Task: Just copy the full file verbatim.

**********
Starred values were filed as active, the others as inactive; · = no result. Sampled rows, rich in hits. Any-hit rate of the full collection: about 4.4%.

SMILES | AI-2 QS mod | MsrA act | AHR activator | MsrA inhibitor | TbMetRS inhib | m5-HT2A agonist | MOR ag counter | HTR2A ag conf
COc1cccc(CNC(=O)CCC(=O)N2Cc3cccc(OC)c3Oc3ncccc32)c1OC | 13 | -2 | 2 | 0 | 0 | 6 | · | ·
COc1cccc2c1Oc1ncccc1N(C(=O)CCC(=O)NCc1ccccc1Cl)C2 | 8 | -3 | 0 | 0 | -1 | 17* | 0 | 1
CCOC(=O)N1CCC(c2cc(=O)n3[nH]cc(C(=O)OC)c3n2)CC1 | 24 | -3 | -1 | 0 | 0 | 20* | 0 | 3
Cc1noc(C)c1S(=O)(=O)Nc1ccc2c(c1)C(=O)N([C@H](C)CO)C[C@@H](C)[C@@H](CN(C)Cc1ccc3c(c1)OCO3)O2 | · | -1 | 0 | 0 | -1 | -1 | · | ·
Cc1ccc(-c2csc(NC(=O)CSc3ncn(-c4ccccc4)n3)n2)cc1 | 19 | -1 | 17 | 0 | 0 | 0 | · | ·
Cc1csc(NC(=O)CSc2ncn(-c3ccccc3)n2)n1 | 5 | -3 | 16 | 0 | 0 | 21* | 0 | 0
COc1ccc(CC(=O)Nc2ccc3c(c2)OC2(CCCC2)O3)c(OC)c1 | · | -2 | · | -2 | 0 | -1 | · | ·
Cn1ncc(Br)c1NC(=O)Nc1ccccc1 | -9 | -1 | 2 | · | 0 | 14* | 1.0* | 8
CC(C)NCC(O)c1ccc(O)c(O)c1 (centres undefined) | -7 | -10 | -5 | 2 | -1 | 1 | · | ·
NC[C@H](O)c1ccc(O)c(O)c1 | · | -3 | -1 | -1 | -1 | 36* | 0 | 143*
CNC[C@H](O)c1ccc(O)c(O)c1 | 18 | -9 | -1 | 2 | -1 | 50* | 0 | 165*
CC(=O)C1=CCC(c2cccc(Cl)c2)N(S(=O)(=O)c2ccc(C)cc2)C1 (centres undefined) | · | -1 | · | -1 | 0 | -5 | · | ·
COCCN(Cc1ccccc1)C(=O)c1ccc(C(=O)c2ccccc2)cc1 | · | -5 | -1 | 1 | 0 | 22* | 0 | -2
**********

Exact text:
Starred values were filed as active, the others as inactive; · = no result. Sampled rows, rich in hits. Any-hit rate of the full collection: about 4.4%.

SMILES | AI-2 QS mod | MsrA act | AHR activator | MsrA inhibitor | TbMetRS inhib | m5-HT2A agonist | MOR ag counter | HTR2A ag conf
COc1cccc(CNC(=O)CCC(=O)N2Cc3cccc(OC)c3Oc3ncccc32)c1OC | 13 | -2 | 2 | 0 | 0 | 6 | · | ·
COc1cccc2c1Oc1ncccc1N(C(=O)CCC(=O)NCc1ccccc1Cl)C2 | 8 | -3 | 0 | 0 | -1 | 17* | 0 | 1
CCOC(=O)N1CCC(c2cc(=O)n3[nH]cc(C(=O)OC)c3n2)CC1 | 24 | -3 | -1 | 0 | 0 | 20* | 0 | 3
Cc1noc(C)c1S(=O)(=O)Nc1ccc2c(c1)C(=O)N([C@H](C)CO)C[C@@H](C)[C@@H](CN(C)Cc1ccc3c(c1)OCO3)O2 | · | -1 | 0 | 0 | -1 | -1 | · | ·
Cc1ccc(-c2csc(NC(=O)CSc3ncn(-c4ccccc4)n3)n2)cc1 | 19 | -1 | 17 | 0 | 0 | 0 | · | ·
Cc1csc(NC(=O)CSc2ncn(-c3ccccc3)n2)n1 | 5 | -3 | 16 | 0 | 0 | 21* | 0 | 0
COc1ccc(CC(=O)Nc2ccc3c(c2)OC2(CCCC2)O3)c(OC)c1 | · | -2 | · | -2 | 0 | -1 | · | ·
Cn1ncc(Br)c1NC(=O)Nc1ccccc1 | -9 | -1 | 2 | · | 0 | 14* | 1.0* | 8
CC(C)NCC(O)c1ccc(O)c(O)c1 (centres undefined) | -7 | -10 | -5 | 2 | -1 | 1 | · | ·
NC[C@H](O)c1ccc(O)c(O)c1 | · | -3 | -1 | -1 | -1 | 36* | 0 | 143*
CNC[C@H](O)c1ccc(O)c(O)c1 | 18 | -9 | -1 | 2 | -1 | 50* | 0 | 165*
CC(=O)C1=CCC(c2cccc(Cl)c2)N(S(=O)(=O)c2ccc(C)cc2)C1 (centres undefined) | · | -1 | · | -1 | 0 | -5 | · | ·
COCCN(Cc1ccccc1)C(=O)c1ccc(C(=O)c2ccccc2)cc1 | · | -5 | -1 | 1 | 0 | 22* | 0 | -2